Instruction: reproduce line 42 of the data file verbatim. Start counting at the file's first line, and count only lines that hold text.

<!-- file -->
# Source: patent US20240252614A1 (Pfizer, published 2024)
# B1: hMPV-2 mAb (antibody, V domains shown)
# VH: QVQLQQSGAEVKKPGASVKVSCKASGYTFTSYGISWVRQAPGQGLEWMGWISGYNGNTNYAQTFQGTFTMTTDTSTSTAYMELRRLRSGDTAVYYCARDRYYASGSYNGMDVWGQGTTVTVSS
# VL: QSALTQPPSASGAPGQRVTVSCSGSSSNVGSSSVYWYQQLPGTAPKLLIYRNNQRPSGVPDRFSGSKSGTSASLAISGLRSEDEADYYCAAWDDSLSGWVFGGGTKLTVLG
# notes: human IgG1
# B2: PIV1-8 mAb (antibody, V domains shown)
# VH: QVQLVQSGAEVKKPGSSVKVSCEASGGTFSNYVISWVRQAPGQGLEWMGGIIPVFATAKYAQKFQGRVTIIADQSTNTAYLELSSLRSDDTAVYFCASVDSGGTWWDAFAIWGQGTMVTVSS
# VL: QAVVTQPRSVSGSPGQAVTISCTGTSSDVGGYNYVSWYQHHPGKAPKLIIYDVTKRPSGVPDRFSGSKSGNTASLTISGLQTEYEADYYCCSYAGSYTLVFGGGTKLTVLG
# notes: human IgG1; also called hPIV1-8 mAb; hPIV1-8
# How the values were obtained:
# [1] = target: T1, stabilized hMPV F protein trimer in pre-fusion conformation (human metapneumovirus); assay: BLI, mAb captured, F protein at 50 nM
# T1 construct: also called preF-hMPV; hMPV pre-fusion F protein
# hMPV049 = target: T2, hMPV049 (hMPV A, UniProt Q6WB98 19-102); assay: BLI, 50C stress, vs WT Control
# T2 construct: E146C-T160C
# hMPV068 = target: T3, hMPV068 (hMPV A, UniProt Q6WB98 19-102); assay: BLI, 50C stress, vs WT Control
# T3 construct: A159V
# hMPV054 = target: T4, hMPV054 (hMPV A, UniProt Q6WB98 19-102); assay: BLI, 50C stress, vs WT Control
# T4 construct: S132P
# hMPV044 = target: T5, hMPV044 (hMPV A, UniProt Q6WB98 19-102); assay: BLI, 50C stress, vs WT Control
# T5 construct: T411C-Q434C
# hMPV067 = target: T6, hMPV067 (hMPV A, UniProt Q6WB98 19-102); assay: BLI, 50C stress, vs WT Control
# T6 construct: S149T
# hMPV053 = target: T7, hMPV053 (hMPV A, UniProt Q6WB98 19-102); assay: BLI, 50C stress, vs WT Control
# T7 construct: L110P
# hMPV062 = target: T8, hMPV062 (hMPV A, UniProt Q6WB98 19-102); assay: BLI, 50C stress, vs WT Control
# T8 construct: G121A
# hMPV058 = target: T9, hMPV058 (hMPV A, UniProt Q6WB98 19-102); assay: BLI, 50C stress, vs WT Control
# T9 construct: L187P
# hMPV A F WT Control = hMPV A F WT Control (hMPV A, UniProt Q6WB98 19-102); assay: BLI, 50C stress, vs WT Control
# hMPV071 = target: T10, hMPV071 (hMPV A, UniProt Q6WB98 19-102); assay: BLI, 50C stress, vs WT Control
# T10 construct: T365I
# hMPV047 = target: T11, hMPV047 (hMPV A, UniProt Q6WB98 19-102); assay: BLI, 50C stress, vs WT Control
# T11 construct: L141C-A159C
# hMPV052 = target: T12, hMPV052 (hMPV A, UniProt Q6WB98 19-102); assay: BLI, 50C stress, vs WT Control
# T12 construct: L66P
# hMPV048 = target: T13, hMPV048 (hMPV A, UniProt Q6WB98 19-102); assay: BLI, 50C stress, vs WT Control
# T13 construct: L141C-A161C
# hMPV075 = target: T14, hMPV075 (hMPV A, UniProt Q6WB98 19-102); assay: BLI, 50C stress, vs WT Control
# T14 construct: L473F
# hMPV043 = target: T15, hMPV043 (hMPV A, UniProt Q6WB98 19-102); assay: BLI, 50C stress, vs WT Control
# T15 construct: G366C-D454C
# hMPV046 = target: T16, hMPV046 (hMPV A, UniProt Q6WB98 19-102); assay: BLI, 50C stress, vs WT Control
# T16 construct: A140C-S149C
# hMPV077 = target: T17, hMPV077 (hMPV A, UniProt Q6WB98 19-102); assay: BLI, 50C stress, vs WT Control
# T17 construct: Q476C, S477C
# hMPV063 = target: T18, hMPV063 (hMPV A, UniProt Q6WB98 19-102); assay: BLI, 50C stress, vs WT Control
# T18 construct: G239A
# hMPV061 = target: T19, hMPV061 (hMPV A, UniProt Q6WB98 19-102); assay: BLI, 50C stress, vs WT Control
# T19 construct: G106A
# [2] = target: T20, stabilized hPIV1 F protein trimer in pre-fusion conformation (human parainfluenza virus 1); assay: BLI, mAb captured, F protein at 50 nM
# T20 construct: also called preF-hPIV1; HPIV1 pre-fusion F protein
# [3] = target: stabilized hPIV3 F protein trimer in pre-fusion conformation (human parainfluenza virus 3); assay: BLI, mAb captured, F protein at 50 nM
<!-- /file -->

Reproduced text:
# hMPV046 = target: T16, hMPV046 (hMPV A, UniProt Q6WB98 19-102); assay: BLI, 50C stress, vs WT Control